Horse Racing/Track variant
Would like some information on track variant, How to calculate it.thanks
Thanks for your question. Speed handicappers, like me, have been trying to answer that question for years and I don't think it matters much either way you decide to do it. Not only have I struggled with the question, but most of the really good handicappers have too! I'm going to quote George Kaywood, a handicapper who has written numerous articles for American Turf Monthly, the Phillips Racing Newsletter, and other publications. He has been quoted in classic handicapping books by authors like James Quinn and Dick Mitchell. He has been a presenter at Handicapping Expo and is the author of "Handicapping in Cyberspace: The Horseplayer's Complete Guide to the Internet".
George's words are:
A Meaningful Daily Track Variant
First there was the Daily Racing Form's track variant, based on variations from track records, later modified to reflect variations from best time in a three-year time period, and averaged for different distance groups.
Then there was the Daily Track Variant methodology of Andrew Beyer, based on class-speed pars #sometimes adjusting for or just ignoring seemingly aberrant races#.
And most recently, there are various variants conjured by computers, although their various vendors usually don't offer explanations of just how they're figured.
Is one better than another? Should you make your own? Are they any good at all?
Like so much of handicapping, the answers are usually vague, but not necessarily inaccurate. Yes, some are better than others, but it really depends on #1# how the original speed figures are constructed, and #2# the track you are playing. I know from experience that homemade figures are usually the very best, and well worth the effort if you are playing only one track #the amount of time needed to maintain more than one--two at most--sets of figures and variants is usually more than the average player is willing to spend#.
If you're a simulcast player who can't get to the OTB every day, there's a simple alternative that's a reasonable shortcut. You will need a set of par times, which can be obtained easily and inexpensively from commercial sources. Instead of making detailed pars, simply match the running times of each day's races with the pars, and based on what you see, use one of these designations to note the speed of the surface for the day in your notebook:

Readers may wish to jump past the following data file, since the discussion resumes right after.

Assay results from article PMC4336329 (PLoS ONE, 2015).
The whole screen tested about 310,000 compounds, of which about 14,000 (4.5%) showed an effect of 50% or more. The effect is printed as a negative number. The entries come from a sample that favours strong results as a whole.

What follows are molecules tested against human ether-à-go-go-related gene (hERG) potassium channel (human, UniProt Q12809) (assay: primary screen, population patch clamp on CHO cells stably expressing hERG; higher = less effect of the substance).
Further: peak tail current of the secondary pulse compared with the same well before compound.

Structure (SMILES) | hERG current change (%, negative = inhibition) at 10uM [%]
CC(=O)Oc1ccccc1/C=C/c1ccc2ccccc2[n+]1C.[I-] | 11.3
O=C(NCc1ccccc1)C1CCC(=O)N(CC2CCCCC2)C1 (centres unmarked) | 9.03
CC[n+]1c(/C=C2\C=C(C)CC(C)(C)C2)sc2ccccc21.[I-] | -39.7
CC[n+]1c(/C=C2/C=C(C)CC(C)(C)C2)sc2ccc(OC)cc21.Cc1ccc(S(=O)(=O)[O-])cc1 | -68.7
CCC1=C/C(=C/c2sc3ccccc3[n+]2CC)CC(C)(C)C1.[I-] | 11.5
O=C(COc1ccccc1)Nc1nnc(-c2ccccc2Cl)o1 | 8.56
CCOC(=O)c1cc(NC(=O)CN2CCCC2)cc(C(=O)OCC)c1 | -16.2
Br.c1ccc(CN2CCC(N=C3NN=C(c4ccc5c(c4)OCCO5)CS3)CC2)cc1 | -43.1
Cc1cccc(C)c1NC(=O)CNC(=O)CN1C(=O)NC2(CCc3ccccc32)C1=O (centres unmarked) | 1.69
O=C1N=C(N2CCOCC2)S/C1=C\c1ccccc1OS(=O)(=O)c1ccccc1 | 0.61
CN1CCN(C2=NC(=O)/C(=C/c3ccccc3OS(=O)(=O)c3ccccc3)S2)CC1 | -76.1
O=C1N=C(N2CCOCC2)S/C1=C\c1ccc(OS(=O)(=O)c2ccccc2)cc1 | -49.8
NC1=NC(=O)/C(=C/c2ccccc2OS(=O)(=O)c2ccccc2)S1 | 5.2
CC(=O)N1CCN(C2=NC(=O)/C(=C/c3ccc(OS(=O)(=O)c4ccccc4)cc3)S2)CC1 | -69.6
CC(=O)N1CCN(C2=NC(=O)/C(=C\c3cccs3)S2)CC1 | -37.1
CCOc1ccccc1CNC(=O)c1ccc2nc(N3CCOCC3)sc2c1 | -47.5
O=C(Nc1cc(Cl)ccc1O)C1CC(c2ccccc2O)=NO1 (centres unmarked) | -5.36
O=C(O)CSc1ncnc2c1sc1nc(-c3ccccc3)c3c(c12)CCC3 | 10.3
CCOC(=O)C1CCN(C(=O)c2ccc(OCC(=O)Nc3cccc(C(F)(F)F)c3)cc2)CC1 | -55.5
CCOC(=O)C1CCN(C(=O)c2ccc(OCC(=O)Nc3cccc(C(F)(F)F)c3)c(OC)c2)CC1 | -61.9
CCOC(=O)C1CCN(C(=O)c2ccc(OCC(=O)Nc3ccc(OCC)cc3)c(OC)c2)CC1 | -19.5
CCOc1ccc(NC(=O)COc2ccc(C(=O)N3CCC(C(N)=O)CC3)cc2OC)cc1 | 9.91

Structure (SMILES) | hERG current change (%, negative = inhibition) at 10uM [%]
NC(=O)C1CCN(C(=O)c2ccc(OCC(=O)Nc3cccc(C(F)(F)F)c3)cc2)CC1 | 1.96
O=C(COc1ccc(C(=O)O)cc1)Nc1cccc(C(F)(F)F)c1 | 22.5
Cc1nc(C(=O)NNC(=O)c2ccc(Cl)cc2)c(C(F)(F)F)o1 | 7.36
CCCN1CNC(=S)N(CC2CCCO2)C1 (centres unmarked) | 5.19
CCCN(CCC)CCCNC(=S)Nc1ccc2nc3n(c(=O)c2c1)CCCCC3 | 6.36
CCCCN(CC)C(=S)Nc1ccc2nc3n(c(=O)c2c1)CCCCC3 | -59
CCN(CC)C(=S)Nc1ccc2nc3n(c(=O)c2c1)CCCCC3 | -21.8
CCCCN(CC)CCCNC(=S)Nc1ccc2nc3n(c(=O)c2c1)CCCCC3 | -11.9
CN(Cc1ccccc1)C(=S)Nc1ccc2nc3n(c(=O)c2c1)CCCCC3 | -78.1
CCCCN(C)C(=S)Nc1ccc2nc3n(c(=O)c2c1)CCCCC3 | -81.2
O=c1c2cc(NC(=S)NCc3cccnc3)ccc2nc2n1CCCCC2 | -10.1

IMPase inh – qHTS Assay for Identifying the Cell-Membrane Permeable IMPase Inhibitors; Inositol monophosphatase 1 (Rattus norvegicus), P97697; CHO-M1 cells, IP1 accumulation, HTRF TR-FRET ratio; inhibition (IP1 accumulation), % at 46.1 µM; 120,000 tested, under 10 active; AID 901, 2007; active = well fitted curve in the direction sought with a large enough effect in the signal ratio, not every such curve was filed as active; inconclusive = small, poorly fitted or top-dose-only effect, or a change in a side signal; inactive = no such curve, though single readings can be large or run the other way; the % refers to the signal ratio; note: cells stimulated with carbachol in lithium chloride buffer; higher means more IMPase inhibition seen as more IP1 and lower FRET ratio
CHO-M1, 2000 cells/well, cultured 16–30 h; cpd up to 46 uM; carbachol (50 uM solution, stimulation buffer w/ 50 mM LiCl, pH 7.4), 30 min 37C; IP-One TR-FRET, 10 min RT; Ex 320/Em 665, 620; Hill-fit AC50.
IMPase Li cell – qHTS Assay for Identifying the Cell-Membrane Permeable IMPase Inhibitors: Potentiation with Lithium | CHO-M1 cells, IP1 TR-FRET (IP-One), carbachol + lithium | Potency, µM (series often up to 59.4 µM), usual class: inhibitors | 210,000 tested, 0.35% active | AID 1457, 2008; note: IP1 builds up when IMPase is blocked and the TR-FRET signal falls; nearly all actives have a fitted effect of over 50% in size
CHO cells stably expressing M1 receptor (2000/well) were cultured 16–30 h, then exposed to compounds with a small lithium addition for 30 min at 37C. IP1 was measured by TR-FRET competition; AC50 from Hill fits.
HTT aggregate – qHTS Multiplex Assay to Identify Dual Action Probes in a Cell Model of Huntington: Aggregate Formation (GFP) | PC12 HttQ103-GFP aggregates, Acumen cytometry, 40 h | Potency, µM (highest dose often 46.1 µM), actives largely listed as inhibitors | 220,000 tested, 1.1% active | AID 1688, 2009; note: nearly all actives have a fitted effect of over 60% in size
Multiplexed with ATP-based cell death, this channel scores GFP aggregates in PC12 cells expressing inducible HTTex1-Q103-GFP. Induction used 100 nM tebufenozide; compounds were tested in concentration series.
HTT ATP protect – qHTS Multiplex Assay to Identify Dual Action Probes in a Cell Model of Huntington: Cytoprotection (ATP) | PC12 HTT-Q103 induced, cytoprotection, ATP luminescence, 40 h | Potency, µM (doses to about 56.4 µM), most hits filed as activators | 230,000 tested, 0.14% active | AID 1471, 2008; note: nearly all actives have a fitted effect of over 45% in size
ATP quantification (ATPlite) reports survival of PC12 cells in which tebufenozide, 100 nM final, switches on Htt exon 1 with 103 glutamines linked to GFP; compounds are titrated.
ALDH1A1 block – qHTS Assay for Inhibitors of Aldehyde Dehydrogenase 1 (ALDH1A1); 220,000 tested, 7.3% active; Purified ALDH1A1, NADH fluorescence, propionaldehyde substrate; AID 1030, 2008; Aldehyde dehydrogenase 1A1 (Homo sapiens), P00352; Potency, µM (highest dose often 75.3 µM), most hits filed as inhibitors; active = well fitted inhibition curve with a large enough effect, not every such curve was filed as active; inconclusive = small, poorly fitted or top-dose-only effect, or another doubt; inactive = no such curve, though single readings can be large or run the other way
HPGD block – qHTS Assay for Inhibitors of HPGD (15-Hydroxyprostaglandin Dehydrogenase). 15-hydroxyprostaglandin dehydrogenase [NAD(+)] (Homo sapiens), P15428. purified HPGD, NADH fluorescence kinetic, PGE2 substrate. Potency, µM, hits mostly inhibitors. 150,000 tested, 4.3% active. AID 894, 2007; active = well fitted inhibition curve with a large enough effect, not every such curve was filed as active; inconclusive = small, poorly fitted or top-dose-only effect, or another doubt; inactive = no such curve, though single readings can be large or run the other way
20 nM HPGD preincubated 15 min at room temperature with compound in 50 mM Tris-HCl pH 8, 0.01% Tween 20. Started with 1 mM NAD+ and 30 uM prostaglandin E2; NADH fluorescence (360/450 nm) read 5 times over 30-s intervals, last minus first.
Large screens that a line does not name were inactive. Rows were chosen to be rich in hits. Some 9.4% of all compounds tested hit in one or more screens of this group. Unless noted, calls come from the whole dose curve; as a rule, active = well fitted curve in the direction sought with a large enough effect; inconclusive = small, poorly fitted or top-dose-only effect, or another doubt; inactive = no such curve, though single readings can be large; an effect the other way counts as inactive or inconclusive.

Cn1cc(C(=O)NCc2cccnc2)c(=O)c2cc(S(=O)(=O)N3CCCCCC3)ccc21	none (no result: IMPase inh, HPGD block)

Players who rely heavily on numbers will throw their hands up in horror at this concept. But I've found that this type of non-numerical variant makes it a lot easier to concentrate on other important variables such as whether a horse is likely to improve or decline based on the way in which he ran his past few races rather than just assigning a number to a highly subjective consideration.
Pace-oriented players will find a useful parallel in designating a "style variant" for each day in addition to using a surface speed variant:
Favored Early Speed Heavily
Favored Early Speed Somewhat
Favored Closers Somewhat
Favored Closers Heavily
This tip is designed to steer you away from getting caught in one of the oldest traps in racing: trying to reduce EVERYTHING to a single number upon which to make your wager in a race. Some computer program-writers claim it can be done and at some tracks in the short term, maybe it can.
But the successful handicapper, the real pro, knows that the vagaries of so many factors that are interdependent cannot be represented in one Magic Number. There is and always will be a subjective element-the element that makes handicapping an art and not a science.
After I read this, I decided it didn't matter how you come up with the variant, because it is not that important in handicapping and I agree with George that handicapping is an art and not a science.
I hope this helps you understand the age-old question of "how do I calculate a track variant?" If I have helped you, please take the time to give me a favorable rating.
Thanks again for your question.